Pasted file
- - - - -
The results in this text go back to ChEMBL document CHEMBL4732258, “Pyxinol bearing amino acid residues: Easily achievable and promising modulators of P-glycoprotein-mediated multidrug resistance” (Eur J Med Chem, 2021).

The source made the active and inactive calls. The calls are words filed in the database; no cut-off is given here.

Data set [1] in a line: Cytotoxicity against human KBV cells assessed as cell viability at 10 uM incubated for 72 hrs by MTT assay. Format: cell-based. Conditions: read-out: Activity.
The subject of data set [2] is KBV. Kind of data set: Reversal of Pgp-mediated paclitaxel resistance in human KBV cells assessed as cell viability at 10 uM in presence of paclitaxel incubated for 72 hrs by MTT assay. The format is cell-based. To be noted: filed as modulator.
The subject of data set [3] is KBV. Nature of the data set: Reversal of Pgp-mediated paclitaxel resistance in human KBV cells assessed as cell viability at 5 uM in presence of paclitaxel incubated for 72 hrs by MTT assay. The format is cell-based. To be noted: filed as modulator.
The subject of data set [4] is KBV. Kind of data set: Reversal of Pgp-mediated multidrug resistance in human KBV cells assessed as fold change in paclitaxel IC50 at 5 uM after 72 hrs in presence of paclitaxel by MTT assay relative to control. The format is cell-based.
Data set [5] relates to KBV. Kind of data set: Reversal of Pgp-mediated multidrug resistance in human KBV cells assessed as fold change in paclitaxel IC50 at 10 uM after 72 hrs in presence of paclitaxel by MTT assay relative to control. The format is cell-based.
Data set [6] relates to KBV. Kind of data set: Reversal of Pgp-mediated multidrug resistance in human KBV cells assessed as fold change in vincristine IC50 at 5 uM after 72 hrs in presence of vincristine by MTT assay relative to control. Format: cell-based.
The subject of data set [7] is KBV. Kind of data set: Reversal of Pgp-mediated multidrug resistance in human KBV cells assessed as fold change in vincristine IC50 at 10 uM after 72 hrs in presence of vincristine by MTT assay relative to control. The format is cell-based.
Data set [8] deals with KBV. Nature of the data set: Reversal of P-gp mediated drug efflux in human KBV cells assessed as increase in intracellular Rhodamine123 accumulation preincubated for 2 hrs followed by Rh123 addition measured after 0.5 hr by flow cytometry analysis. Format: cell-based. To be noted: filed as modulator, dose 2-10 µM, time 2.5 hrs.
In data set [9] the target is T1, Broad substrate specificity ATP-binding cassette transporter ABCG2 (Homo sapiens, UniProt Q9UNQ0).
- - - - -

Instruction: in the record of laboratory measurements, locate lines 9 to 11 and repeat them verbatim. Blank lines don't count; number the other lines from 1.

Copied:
The subject of data set [7] is KBV. Kind of data set: Reversal of Pgp-mediated multidrug resistance in human KBV cells assessed as fold change in vincristine IC50 at 10 uM after 72 hrs in presence of vincristine by MTT assay relative to control. The format is cell-based.
Data set [8] deals with KBV. Nature of the data set: Reversal of P-gp mediated drug efflux in human KBV cells assessed as increase in intracellular Rhodamine123 accumulation preincubated for 2 hrs followed by Rh123 addition measured after 0.5 hr by flow cytometry analysis. Format: cell-based. To be noted: filed as modulator, dose 2-10 µM, time 2.5 hrs.
In data set [9] the target is T1, Broad substrate specificity ATP-binding cassette transporter ABCG2 (Homo sapiens, UniProt Q9UNQ0).